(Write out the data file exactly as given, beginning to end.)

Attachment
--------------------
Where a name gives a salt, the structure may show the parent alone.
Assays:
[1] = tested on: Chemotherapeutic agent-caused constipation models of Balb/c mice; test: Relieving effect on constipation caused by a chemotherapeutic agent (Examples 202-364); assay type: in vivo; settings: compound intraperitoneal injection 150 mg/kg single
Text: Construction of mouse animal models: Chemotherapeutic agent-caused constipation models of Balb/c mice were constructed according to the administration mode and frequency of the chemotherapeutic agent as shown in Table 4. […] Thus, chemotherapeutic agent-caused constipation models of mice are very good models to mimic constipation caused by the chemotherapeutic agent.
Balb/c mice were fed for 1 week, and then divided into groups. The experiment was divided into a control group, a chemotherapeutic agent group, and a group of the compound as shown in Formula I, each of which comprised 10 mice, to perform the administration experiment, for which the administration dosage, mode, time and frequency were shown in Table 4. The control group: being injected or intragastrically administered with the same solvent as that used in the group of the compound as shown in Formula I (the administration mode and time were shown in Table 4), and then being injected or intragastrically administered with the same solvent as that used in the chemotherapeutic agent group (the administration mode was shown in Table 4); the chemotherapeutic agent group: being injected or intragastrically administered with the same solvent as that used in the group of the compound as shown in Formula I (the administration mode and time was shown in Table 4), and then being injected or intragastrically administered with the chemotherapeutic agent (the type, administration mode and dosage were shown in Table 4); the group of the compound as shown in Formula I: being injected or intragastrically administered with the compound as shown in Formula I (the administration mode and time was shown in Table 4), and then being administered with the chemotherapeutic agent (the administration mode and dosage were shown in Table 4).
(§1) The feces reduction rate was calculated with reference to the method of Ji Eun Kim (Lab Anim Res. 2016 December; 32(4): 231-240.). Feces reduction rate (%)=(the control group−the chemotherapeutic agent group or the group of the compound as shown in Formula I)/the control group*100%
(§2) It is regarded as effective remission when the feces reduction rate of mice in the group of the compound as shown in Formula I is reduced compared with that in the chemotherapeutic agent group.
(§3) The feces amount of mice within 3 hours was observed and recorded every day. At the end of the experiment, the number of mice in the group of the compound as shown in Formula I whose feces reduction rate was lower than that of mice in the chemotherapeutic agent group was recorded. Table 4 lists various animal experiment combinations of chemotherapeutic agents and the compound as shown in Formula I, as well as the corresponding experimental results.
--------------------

Where a name gives a salt, the structure may show the parent alone.
Assays:
[1] = tested on: Chemotherapeutic agent-caused constipation models of Balb/c mice; test: Relieving effect on constipation caused by a chemotherapeutic agent (Examples 202-364); assay type: in vivo; settings: compound intraperitoneal injection 150 mg/kg single
Text: Construction of mouse animal models: Chemotherapeutic agent-caused constipation models of Balb/c mice were constructed according to the administration mode and frequency of the chemotherapeutic agent as shown in Table 4. […] Thus, chemotherapeutic agent-caused constipation models of mice are very good models to mimic constipation caused by the chemotherapeutic agent.
Balb/c mice were fed for 1 week, and then divided into groups. The experiment was divided into a control group, a chemotherapeutic agent group, and a group of the compound as shown in Formula I, each of which comprised 10 mice, to perform the administration experiment, for which the administration dosage, mode, time and frequency were shown in Table 4. The control group: being injected or intragastrically administered with the same solvent as that used in the group of the compound as shown in Formula I (the administration mode and time were shown in Table 4), and then being injected or intragastrically administered with the same solvent as that used in the chemotherapeutic agent group (the administration mode was shown in Table 4); the chemotherapeutic agent group: being injected or intragastrically administered with the same solvent as that used in the group of the compound as shown in Formula I (the administration mode and time was shown in Table 4), and then being injected or intragastrically administered with the chemotherapeutic agent (the type, administration mode and dosage were shown in Table 4); the group of the compound as shown in Formula I: being injected or intragastrically administered with the compound as shown in Formula I (the administration mode and time was shown in Table 4), and then being administered with the chemotherapeutic agent (the administration mode and dosage were shown in Table 4).
(§1) The feces reduction rate was calculated with reference to the method of Ji Eun Kim (Lab Anim Res. 2016 December; 32(4): 231-240.). Feces reduction rate (%)=(the control group−the chemotherapeutic agent group or the group of the compound as shown in Formula I)/the control group*100%
(§2) It is regarded as effective remission when the feces reduction rate of mice in the group of the compound as shown in Formula I is reduced compared with that in the chemotherapeutic agent group.
(§3) The feces amount of mice within 3 hours was observed and recorded every day. At the end of the experiment, the number of mice in the group of the compound as shown in Formula I whose feces reduction rate was lower than that of mice in the chemotherapeutic agent group was recorded. Table 4 lists various animal experiment combinations of chemotherapeutic agents and the compound as shown in Formula I, as well as the corresponding experimental results.